The NFL is loosening up its stringent rules on footwear for one occasion this season. During Week 13, for the first time ever, the NFL will permit its players to wear alternate cleats that represent a charitable cause. The decision was made last month.
There are some catches, of course. The charitable organization must be approved by the league and the players have to auction them off afterward and donate 100 percent of the proceeds to that cause. But nonetheless, there's a lot of anticipation for this momentous opportunity for personal expression.
According to USA Today's Christine Brennan, 428 players have already signed up to participate. Carolina Panthers linebacker Thomas Davis says his cleats will feature the logo of his Defending Dreams Foundation, which works with underprivileged children.
"I think it's very important to look around the league and see all the good work that guys are doing that doesn't get enough attention," Davis said to USA Today. "Things that make news are when a guy gets in trouble. There are so many good things that never get out there, never get publicized. I know a lot of guys are excited to take part, whether you have your own charity or are honoring someone else's. It will be nice to see there will be a platform for the good things."
Previously, players have been disciplined for wearing cleats that highlight personal causes. Then-Chicago Bears wide receiver Brandon Marshall was docked $10,500 in 2013 for wearing green footwear that symbolizes mental health awareness and Pittsburgh Steelers cornerback William Gay paid a $5,787 fine last year for sporting purple shoes to advocate for domestic violence awareness.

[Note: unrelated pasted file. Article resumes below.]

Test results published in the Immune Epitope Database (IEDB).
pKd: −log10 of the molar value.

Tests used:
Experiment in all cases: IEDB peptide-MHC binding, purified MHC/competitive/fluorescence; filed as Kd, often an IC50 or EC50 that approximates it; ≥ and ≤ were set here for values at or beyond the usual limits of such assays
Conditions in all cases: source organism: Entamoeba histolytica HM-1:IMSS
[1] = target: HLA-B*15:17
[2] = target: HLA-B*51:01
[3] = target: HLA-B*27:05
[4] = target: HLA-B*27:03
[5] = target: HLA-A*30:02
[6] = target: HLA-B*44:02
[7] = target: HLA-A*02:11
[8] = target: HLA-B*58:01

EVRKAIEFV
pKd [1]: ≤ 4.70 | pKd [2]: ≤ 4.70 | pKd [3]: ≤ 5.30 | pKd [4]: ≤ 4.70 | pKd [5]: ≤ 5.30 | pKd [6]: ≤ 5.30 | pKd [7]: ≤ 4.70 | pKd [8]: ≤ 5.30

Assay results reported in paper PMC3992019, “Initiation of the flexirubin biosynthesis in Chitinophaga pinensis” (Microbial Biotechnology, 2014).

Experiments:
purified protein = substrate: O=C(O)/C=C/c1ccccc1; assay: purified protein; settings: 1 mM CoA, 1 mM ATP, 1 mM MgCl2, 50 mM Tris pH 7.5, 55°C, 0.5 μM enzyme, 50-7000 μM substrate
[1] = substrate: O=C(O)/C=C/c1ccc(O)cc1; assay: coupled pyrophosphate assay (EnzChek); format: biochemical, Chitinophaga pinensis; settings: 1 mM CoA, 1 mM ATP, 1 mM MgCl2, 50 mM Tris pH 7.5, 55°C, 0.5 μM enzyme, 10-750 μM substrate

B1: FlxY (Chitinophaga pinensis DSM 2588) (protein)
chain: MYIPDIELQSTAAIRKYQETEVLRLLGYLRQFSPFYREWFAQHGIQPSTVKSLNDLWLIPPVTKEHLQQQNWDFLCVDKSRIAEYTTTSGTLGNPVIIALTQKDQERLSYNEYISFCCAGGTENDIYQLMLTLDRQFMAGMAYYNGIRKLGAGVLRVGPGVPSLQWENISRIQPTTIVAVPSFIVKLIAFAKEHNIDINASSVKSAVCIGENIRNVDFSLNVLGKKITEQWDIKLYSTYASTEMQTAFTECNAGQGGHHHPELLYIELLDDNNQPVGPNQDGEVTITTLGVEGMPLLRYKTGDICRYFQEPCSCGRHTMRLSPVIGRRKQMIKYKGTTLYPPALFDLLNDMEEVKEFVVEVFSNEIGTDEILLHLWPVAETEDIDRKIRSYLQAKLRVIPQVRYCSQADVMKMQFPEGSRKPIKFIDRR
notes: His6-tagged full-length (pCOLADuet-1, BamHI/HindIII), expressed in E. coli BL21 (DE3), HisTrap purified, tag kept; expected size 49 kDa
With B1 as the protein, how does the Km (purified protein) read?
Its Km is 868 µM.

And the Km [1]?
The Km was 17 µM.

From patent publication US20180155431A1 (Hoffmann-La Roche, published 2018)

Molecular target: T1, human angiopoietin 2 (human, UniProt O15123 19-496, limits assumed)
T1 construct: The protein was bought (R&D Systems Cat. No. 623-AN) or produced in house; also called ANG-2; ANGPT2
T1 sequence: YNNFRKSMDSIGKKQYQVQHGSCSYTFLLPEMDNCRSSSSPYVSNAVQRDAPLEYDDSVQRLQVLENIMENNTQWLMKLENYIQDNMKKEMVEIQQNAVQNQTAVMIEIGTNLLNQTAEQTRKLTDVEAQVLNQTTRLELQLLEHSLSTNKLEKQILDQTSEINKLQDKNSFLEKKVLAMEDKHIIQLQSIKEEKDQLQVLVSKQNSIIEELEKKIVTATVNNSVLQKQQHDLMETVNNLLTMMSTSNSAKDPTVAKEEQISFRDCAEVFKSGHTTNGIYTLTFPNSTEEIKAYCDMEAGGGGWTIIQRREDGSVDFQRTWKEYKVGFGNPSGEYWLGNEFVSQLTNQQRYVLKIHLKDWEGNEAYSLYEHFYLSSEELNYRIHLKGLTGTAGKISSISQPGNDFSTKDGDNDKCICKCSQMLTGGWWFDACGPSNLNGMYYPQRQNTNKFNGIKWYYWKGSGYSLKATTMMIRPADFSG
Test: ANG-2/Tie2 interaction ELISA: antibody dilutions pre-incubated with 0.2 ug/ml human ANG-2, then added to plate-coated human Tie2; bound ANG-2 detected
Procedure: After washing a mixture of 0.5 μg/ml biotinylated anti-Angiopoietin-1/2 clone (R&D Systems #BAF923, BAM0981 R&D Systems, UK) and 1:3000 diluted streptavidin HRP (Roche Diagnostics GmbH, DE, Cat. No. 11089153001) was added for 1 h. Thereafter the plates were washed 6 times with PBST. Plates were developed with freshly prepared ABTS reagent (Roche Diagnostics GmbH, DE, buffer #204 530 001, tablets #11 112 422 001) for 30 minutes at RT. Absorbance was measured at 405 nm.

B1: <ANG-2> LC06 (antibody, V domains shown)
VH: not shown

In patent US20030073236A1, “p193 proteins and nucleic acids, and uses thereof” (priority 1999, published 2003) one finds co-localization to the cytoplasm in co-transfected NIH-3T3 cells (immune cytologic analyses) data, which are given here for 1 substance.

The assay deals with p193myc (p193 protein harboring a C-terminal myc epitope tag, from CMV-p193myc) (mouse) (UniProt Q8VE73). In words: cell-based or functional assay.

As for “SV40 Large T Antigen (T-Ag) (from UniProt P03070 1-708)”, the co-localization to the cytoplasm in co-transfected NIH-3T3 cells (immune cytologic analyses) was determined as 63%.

This year, with dozens of players following Colin Kaepernick and protesting during the national anthem, personal displays of expression are seen on the field every week. The league declined to fine any players who wore special cleats during 9/11, and last Sunday Washington wideout DeSean Jackson wore cleats with caution tape around them that were supposed to represent the acrimonious relationship between law enforcement and the black community –– though he's expected to face a fine.
NFL senior vice president of social responsibility Anna Isaacson told Brennan the Week 13 event had nothing to do with the anthem protests.